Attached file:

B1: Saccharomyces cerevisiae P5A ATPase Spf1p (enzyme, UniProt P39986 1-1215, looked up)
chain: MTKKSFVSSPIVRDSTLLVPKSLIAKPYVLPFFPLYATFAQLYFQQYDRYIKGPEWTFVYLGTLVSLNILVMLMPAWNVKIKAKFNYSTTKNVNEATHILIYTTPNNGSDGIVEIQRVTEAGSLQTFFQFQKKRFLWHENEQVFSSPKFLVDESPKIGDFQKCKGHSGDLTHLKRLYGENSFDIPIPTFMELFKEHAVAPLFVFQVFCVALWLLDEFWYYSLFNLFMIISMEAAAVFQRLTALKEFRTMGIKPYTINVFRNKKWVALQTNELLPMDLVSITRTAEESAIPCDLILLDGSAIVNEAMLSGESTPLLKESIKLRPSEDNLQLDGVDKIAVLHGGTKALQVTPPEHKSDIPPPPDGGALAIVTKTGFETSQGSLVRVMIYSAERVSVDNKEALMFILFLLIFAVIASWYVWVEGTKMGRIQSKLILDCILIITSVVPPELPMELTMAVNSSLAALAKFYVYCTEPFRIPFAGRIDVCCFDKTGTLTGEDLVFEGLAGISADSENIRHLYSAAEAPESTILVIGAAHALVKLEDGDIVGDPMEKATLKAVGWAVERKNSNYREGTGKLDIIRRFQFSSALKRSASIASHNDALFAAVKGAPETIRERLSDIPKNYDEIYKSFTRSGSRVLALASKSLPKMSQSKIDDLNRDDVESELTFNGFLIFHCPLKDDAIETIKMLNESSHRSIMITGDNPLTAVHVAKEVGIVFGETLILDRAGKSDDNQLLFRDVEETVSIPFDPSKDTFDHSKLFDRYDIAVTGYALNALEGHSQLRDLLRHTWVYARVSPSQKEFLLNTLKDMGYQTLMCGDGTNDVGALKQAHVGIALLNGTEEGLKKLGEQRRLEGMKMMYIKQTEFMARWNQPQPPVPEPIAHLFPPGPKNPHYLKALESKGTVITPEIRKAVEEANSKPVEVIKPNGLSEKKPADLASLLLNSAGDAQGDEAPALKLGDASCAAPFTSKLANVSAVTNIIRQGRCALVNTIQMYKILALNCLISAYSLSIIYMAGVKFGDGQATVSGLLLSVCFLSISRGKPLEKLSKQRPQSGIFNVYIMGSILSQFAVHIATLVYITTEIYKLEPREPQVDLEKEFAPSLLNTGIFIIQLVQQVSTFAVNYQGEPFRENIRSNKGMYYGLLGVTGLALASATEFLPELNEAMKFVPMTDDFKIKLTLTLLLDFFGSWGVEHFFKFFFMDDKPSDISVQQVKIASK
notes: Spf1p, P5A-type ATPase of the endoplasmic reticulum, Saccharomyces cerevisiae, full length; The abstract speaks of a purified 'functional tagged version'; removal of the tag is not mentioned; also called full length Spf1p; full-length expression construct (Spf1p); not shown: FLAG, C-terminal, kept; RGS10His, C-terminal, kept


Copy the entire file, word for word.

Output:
B1: Saccharomyces cerevisiae P5A ATPase Spf1p (enzyme, UniProt P39986 1-1215, looked up)
chain: MTKKSFVSSPIVRDSTLLVPKSLIAKPYVLPFFPLYATFAQLYFQQYDRYIKGPEWTFVYLGTLVSLNILVMLMPAWNVKIKAKFNYSTTKNVNEATHILIYTTPNNGSDGIVEIQRVTEAGSLQTFFQFQKKRFLWHENEQVFSSPKFLVDESPKIGDFQKCKGHSGDLTHLKRLYGENSFDIPIPTFMELFKEHAVAPLFVFQVFCVALWLLDEFWYYSLFNLFMIISMEAAAVFQRLTALKEFRTMGIKPYTINVFRNKKWVALQTNELLPMDLVSITRTAEESAIPCDLILLDGSAIVNEAMLSGESTPLLKESIKLRPSEDNLQLDGVDKIAVLHGGTKALQVTPPEHKSDIPPPPDGGALAIVTKTGFETSQGSLVRVMIYSAERVSVDNKEALMFILFLLIFAVIASWYVWVEGTKMGRIQSKLILDCILIITSVVPPELPMELTMAVNSSLAALAKFYVYCTEPFRIPFAGRIDVCCFDKTGTLTGEDLVFEGLAGISADSENIRHLYSAAEAPESTILVIGAAHALVKLEDGDIVGDPMEKATLKAVGWAVERKNSNYREGTGKLDIIRRFQFSSALKRSASIASHNDALFAAVKGAPETIRERLSDIPKNYDEIYKSFTRSGSRVLALASKSLPKMSQSKIDDLNRDDVESELTFNGFLIFHCPLKDDAIETIKMLNESSHRSIMITGDNPLTAVHVAKEVGIVFGETLILDRAGKSDDNQLLFRDVEETVSIPFDPSKDTFDHSKLFDRYDIAVTGYALNALEGHSQLRDLLRHTWVYARVSPSQKEFLLNTLKDMGYQTLMCGDGTNDVGALKQAHVGIALLNGTEEGLKKLGEQRRLEGMKMMYIKQTEFMARWNQPQPPVPEPIAHLFPPGPKNPHYLKALESKGTVITPEIRKAVEEANSKPVEVIKPNGLSEKKPADLASLLLNSAGDAQGDEAPALKLGDASCAAPFTSKLANVSAVTNIIRQGRCALVNTIQMYKILALNCLISAYSLSIIYMAGVKFGDGQATVSGLLLSVCFLSISRGKPLEKLSKQRPQSGIFNVYIMGSILSQFAVHIATLVYITTEIYKLEPREPQVDLEKEFAPSLLNTGIFIIQLVQQVSTFAVNYQGEPFRENIRSNKGMYYGLLGVTGLALASATEFLPELNEAMKFVPMTDDFKIKLTLTLLLDFFGSWGVEHFFKFFFMDDKPSDISVQQVKIASK
notes: Spf1p, P5A-type ATPase of the endoplasmic reticulum, Saccharomyces cerevisiae, full length; The abstract speaks of a purified 'functional tagged version'; removal of the tag is not mentioned; also called full length Spf1p; full-length expression construct (Spf1p); not shown: FLAG, C-terminal, kept; RGS10His, C-terminal, kept